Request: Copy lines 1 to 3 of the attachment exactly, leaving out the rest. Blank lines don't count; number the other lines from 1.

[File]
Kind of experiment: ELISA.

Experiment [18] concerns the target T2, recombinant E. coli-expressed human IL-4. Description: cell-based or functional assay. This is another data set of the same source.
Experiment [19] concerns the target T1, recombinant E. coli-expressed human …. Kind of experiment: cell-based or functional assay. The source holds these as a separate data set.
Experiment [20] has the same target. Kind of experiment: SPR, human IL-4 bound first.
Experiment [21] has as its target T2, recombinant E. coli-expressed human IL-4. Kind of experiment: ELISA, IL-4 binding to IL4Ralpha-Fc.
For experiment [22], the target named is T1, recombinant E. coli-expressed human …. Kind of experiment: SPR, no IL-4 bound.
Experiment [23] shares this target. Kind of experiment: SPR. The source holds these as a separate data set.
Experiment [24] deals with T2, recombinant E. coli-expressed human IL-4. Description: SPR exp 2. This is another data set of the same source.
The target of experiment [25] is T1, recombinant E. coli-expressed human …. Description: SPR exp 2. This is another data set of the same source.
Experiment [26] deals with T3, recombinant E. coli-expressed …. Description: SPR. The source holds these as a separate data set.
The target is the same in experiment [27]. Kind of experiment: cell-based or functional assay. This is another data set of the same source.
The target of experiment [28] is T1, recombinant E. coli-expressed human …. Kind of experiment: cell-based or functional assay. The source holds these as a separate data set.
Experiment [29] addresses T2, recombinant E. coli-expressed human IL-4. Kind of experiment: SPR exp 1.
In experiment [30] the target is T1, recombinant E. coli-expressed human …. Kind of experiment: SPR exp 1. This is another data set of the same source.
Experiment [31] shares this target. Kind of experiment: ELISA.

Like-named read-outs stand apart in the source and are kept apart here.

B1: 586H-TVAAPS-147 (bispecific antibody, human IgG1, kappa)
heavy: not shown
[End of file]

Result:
Kind of experiment: ELISA.

Experiment [18] concerns the target T2, recombinant E. coli-expressed human IL-4. Description: cell-based or functional assay. This is another data set of the same source.
Experiment [19] concerns the target T1, recombinant E. coli-expressed human …. Kind of experiment: cell-based or functional assay. The source holds these as a separate data set.